Truth be told, I don’t feel entirely comfortable with the idea of giving up my white privilege. I’m afraid, just like the rest of us. It takes a special kind of bravery to give up the comforts of privilege. Nevertheless, I support our giving up control, for a lot of the same reasons I support having more women in government. White men being in control has not exactly produced the best results, as these and other protests have proven time and time again, throughout our history. I think people who have not had their say are often more qualified to tackle change and progress. I also simply believe that maintaining white supremacy and the institutional racism it has produced is not in line with the teachings of Christ. As I’ve said many times, I no longer wish to live in a world where oppression is the accepted norm. I believe without true freedom and equality, none of us will really ever have peace in mind, body and spirit.
Now, I don’t know for sure what giving up my privilege looks like. Right now it looks like chaos. But I have faith God is in control and His truth will prevail and healing is possible. We need to elect way more people of color, for a start, so they are better represented in government. Perhaps the defunding of police movement may produce less funding for military style weaponry and fewer boots on the ground in hot urban areas, in favor of fewer police, who are more connected to the neighborhoods they serve. Perhaps instead of rewarding police for the number of citations they write, they should receive bonuses for every HS game or community event they attend. Officers should have a duty to report bad behavior by their colleagues. The justice system will need a shakedown, with its school to for-profit prisons. And where overcrowded prisons are disproportionately occupied by people of color.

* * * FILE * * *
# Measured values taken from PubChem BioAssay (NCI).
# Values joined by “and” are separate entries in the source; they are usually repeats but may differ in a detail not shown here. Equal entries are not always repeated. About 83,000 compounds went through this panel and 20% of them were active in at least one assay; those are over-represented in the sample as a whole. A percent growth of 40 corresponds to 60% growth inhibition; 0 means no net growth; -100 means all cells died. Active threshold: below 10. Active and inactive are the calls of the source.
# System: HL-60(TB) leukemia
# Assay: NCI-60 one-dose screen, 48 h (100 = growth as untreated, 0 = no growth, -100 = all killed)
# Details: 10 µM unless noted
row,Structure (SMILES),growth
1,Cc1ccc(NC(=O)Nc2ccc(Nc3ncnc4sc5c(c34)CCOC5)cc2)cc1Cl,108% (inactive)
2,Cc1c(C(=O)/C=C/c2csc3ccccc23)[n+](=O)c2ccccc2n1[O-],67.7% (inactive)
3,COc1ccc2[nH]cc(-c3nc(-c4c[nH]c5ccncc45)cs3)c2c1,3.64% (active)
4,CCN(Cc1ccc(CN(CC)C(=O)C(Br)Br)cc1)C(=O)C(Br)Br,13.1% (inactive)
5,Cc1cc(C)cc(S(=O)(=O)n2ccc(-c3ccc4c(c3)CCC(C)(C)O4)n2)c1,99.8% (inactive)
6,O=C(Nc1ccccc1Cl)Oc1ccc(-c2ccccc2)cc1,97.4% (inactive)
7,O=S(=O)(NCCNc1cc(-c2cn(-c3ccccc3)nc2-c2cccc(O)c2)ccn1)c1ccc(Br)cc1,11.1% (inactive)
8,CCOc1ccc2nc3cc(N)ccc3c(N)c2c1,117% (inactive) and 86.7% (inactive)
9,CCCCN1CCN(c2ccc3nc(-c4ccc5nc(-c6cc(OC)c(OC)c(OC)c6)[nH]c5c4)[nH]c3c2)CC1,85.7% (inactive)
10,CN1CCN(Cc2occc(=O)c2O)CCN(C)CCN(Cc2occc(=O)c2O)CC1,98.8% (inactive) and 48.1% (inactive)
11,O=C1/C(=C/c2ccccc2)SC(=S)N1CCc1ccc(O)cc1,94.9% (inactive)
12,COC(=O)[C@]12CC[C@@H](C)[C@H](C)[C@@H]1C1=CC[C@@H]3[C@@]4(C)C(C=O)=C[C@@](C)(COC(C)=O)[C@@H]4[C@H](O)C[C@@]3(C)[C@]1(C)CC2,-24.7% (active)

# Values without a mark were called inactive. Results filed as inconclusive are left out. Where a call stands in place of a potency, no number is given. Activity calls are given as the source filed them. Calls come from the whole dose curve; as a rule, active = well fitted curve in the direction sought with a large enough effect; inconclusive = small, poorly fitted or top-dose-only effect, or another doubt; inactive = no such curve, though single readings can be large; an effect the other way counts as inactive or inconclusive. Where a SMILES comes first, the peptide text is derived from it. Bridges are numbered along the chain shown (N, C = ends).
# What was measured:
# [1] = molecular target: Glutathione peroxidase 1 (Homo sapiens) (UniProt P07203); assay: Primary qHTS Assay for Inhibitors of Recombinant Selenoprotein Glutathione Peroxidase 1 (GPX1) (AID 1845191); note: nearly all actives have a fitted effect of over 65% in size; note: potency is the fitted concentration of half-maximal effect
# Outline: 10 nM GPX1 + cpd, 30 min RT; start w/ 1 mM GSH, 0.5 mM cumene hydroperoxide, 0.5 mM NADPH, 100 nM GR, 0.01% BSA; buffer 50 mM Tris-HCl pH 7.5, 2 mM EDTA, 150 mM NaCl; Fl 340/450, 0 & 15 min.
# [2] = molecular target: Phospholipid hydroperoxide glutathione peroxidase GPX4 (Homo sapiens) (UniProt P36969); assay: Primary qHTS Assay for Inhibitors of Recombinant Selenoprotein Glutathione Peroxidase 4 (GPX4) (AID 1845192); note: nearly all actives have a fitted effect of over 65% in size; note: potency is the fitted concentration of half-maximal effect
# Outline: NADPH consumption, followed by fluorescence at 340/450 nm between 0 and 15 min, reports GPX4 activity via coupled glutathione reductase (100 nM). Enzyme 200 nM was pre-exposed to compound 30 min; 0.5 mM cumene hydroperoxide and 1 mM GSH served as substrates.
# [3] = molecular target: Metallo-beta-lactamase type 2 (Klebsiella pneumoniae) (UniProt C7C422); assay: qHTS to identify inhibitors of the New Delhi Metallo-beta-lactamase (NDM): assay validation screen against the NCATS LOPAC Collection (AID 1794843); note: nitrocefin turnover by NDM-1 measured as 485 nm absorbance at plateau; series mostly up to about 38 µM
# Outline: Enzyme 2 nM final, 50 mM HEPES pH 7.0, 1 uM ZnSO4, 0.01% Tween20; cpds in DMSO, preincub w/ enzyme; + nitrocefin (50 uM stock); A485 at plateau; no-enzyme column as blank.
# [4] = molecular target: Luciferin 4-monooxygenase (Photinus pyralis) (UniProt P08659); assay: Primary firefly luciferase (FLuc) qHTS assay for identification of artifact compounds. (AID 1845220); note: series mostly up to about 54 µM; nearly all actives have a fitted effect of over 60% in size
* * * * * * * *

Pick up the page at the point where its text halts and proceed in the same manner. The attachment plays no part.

Again, these will be the decision of those in power, shared by the stakeholders themselves.The entire process will be difficult and fraught with danger, as the power shifts to people of color and to women, moving always closer to an ever more representational government. There will be corruption; we will go backwards before we go forward. There will be confusion and outrage. But somewhere down the line, I pray that change will come to our institutions. True equality will no longer just be paid lip service, but will one day become enshrined into the laws of the land. That process might take decades or we can usher in a new era of equality within a few years. It depends a lot on our willingness to face our own fears and embrace with courage the inevitability of change.